I’m a latecomer to the Glee obsession. My August NaNoWriMo writing binge was followed by three days of the first season of Glee with breaks to sleep, eat, shower, and feed my kids. It has become a post-project ritual to dive into entire seasons of shows and catch up on movies I’ve missed. Glee is research, I reason. I just finished the first draft of a young adult novel and don’t want to appear clueless about American pop culture.
At the same time, I’ve been following along with the Franzen-Picoult-Weiner debate, a discussion on the extensive coverage of Jonathan Franzen’s newly released book, Freedom, sparked by Jodi Picoult and Jennifer Weiner. Bestselling writers Picoult and Weiner argue Franzen’s star treatment makes commercial writers, especially commercial women writers, look excluded from the literary boy’s club.
Glee and the FPW debate both point to the supposed pop culture vs. high art divide. Seven examples show Glee and FPW might not make such strange bedfellows.
1. Opposites attract. Glee club and football practice. Reading Alain de Botton followed by Candace Bushnell. We need variety or get bored as a species. Where would we be without the complementary colors on a color wheel? We’re uncomfortable with consumption, but don’t want to have to choose just one type of cultural food. While I love the rich flavor of a yogurt lassi made from scratch, drinking diet Cherry Coke reminds me of going to the dollar theatre with my best friend for double features. One summer I read as many of the Stephanie Plum books I could find while traveling through Europe. I ate at a Burger King in Groningen, the Netherlands with a Dutch friend who’d spent time in the States and was not repelled by Americana.
2. Readers and viewers like a good show. Bestsellers make readers excited. What happens next? A bestselling author knows how to keep their readers guessing and coming back for more. Likewise, the buildup to Franzen’s book release was borderline fanatic and giddy. It’s not about good or bad, it’s about getting a show. Glee, without a doubt, made me flashback to high school. My most quietest introverted friend forever captured the heart of my 1997 senior class by dancing along to I Will Survive in a sparkling blue floor-length gown to thunderous applause. Want to keep people interested? Surprise them.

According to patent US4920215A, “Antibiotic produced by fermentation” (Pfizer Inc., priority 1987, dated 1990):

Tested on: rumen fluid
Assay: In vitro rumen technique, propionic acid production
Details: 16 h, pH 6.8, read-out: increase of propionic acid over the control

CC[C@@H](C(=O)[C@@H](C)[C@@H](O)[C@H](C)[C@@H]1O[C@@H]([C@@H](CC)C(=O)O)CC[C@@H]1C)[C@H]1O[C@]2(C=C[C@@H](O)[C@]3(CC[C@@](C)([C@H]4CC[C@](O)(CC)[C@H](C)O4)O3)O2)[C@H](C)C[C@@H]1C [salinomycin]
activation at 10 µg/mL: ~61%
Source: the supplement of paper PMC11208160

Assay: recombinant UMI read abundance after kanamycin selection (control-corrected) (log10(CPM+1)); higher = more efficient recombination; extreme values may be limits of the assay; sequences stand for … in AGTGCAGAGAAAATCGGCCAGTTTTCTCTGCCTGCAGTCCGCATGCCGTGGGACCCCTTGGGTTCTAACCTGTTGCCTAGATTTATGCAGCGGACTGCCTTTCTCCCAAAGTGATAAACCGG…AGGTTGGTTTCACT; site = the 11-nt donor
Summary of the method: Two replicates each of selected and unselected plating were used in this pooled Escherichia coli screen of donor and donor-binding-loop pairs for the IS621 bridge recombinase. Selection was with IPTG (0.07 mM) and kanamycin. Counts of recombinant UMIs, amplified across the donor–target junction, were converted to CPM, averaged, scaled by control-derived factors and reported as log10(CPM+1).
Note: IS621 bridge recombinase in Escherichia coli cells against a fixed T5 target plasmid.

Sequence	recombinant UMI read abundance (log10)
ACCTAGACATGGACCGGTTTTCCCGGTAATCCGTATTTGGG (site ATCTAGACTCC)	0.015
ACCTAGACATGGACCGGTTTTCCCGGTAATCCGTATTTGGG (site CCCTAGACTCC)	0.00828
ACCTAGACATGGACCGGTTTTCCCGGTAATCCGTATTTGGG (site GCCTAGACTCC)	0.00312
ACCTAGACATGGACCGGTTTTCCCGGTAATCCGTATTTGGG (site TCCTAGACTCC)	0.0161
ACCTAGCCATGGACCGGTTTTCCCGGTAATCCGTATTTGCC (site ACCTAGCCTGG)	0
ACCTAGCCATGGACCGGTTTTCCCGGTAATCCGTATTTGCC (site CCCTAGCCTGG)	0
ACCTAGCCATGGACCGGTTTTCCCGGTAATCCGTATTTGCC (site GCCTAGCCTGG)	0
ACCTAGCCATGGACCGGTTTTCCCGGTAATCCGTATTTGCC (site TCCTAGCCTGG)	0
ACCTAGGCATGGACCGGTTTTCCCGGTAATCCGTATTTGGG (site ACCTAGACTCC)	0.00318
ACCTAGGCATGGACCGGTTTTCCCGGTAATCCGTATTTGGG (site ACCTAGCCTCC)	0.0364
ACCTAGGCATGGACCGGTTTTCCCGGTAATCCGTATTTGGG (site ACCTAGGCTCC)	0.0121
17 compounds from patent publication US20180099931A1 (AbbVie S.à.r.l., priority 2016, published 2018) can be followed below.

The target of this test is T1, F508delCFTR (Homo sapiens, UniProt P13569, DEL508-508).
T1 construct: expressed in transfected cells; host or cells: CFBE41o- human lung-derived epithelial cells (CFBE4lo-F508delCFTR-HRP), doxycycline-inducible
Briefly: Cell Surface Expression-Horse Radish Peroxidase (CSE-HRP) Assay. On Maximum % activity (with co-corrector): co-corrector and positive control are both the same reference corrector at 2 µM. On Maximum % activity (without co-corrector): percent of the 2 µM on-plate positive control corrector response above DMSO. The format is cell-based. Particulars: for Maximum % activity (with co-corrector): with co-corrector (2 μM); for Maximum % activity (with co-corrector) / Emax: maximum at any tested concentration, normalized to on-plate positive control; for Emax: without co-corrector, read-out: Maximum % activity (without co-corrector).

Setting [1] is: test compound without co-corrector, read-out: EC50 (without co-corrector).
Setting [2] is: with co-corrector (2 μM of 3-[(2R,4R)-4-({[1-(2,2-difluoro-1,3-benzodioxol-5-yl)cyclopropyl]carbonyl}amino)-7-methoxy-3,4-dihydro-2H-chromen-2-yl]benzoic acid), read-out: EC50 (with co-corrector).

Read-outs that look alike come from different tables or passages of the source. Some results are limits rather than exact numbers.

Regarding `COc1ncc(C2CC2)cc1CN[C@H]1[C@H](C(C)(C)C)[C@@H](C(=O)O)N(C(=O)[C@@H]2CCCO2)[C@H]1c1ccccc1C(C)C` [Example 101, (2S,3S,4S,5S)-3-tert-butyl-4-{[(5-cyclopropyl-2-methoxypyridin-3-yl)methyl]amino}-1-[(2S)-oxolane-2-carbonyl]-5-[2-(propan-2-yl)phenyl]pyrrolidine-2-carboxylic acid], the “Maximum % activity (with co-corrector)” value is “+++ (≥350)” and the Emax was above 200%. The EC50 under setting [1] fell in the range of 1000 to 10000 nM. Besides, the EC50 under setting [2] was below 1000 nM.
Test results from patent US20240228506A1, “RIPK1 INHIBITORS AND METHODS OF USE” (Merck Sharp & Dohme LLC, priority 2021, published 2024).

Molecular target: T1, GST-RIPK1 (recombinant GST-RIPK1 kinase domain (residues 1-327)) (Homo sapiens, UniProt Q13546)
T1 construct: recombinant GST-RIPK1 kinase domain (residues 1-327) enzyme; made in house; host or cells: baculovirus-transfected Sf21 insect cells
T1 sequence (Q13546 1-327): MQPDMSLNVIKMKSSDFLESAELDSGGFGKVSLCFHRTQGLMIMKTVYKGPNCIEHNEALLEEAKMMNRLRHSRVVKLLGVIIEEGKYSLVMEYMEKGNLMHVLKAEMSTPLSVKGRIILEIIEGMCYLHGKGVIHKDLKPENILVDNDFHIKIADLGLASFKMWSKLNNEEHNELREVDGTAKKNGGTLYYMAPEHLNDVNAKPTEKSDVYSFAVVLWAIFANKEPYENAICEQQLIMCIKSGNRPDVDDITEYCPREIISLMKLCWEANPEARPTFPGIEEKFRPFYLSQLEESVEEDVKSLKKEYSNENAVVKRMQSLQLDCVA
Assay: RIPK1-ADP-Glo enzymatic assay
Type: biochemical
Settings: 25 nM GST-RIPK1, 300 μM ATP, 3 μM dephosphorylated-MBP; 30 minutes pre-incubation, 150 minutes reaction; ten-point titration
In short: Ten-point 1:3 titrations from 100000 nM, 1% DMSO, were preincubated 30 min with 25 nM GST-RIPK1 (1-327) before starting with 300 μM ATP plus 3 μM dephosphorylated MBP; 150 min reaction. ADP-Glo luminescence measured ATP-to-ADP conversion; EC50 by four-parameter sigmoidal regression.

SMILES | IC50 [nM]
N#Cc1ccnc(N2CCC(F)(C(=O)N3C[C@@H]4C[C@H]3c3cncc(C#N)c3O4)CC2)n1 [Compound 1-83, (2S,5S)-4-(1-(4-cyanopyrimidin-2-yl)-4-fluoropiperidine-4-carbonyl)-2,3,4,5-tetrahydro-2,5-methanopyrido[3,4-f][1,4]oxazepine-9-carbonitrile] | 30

3. They bring out the love and the hate. Met many people indifferent to Glee, Jonathan Franzen, Jodi Picoult, Jennifer Weiner? Unlikely.
4. Competition makes people sport their full regalia. Glee is obvious with its costumes, but couldn’t it also be said that writers rise to the occasion when they defend their genre? We get to see who throws a literary punch better than someone else, who can write themselves out of their corner, who just thinks its a colossal waste of their time to care and retreats to their bench. It’s the thrill of the fight, not choosing the winner, that keeps us enthralled.
5. After it gets duked it out, everyone gets back to work. Write, dance, paint, sew, whatever the creative preoccupation, everyone gets back to it. Or risks losing their jobs or passion in life. Smart creative people never show every trick at one time to conserve energy for the work.
6. The line between pop culture and high art is blurry. Andy Warhol is the classic example of an artist who inserted himself into pop culture while satirically criticizing the mainstream. Despite its cast of misfits, the Glee soundtrack has sold 7 million copies.
7. They point to what people care about. And sometimes what people care about makes no sense. Sometimes it seems pointless. Awful. Sometimes it seems noble. Sometimes it is the voice that breaks the silence. As an observer, it is fascinating. And there’s not more fertile stuff for novel writing than the tension between two opposing sides.
When do you unleash your inner high artist and pop culture fanatic? Do you take sides?